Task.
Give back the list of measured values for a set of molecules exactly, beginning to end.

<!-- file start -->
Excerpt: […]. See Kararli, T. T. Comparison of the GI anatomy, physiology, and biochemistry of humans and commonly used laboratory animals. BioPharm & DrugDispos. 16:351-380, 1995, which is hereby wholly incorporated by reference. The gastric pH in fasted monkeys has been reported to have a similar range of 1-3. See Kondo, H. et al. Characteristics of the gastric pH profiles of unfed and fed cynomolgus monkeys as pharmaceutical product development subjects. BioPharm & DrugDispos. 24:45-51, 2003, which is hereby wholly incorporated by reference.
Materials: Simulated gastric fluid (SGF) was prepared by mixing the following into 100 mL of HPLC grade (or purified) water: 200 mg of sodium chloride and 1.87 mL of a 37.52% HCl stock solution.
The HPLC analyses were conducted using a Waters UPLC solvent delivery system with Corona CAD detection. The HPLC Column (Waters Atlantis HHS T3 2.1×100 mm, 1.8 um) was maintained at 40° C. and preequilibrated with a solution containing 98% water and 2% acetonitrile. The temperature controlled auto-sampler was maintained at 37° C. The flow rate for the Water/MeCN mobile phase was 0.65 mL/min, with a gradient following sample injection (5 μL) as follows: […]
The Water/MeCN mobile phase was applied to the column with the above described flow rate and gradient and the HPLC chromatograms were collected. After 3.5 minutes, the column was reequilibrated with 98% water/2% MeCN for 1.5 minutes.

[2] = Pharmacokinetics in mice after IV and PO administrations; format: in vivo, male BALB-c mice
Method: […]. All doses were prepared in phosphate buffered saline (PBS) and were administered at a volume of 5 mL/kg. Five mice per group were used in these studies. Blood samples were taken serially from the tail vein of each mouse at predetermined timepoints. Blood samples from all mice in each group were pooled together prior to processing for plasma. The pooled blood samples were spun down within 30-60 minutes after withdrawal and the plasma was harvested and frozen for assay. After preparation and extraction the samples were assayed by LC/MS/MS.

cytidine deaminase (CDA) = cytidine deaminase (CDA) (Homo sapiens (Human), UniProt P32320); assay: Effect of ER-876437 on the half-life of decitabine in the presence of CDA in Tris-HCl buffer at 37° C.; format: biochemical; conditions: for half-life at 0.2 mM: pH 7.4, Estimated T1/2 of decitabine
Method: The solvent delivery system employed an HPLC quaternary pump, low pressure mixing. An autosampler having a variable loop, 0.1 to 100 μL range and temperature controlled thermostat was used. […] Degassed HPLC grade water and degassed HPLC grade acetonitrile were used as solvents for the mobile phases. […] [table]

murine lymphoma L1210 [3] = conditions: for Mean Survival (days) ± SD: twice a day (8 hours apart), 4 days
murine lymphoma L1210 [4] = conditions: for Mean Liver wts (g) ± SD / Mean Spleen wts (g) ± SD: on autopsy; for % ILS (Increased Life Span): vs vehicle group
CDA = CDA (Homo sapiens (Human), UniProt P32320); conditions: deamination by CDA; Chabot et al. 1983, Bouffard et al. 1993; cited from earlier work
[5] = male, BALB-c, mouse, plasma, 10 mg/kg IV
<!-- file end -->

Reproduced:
Excerpt: […]. See Kararli, T. T. Comparison of the GI anatomy, physiology, and biochemistry of humans and commonly used laboratory animals. BioPharm & DrugDispos. 16:351-380, 1995, which is hereby wholly incorporated by reference. The gastric pH in fasted monkeys has been reported to have a similar range of 1-3. See Kondo, H. et al. Characteristics of the gastric pH profiles of unfed and fed cynomolgus monkeys as pharmaceutical product development subjects. BioPharm & DrugDispos. 24:45-51, 2003, which is hereby wholly incorporated by reference.
Materials: Simulated gastric fluid (SGF) was prepared by mixing the following into 100 mL of HPLC grade (or purified) water: 200 mg of sodium chloride and 1.87 mL of a 37.52% HCl stock solution.
The HPLC analyses were conducted using a Waters UPLC solvent delivery system with Corona CAD detection. The HPLC Column (Waters Atlantis HHS T3 2.1×100 mm, 1.8 um) was maintained at 40° C. and preequilibrated with a solution containing 98% water and 2% acetonitrile. The temperature controlled auto-sampler was maintained at 37° C. The flow rate for the Water/MeCN mobile phase was 0.65 mL/min, with a gradient following sample injection (5 μL) as follows: […]
The Water/MeCN mobile phase was applied to the column with the above described flow rate and gradient and the HPLC chromatograms were collected. After 3.5 minutes, the column was reequilibrated with 98% water/2% MeCN for 1.5 minutes.

[2] = Pharmacokinetics in mice after IV and PO administrations; format: in vivo, male BALB-c mice
Method: […]. All doses were prepared in phosphate buffered saline (PBS) and were administered at a volume of 5 mL/kg. Five mice per group were used in these studies. Blood samples were taken serially from the tail vein of each mouse at predetermined timepoints. Blood samples from all mice in each group were pooled together prior to processing for plasma. The pooled blood samples were spun down within 30-60 minutes after withdrawal and the plasma was harvested and frozen for assay. After preparation and extraction the samples were assayed by LC/MS/MS.

cytidine deaminase (CDA) = cytidine deaminase (CDA) (Homo sapiens (Human), UniProt P32320); assay: Effect of ER-876437 on the half-life of decitabine in the presence of CDA in Tris-HCl buffer at 37° C.; format: biochemical; conditions: for half-life at 0.2 mM: pH 7.4, Estimated T1/2 of decitabine
Method: The solvent delivery system employed an HPLC quaternary pump, low pressure mixing. An autosampler having a variable loop, 0.1 to 100 μL range and temperature controlled thermostat was used. […] Degassed HPLC grade water and degassed HPLC grade acetonitrile were used as solvents for the mobile phases. […] [table]

murine lymphoma L1210 [3] = conditions: for Mean Survival (days) ± SD: twice a day (8 hours apart), 4 days
murine lymphoma L1210 [4] = conditions: for Mean Liver wts (g) ± SD / Mean Spleen wts (g) ± SD: on autopsy; for % ILS (Increased Life Span): vs vehicle group
CDA = CDA (Homo sapiens (Human), UniProt P32320); conditions: deamination by CDA; Chabot et al. 1983, Bouffard et al. 1993; cited from earlier work
[5] = male, BALB-c, mouse, plasma, 10 mg/kg IV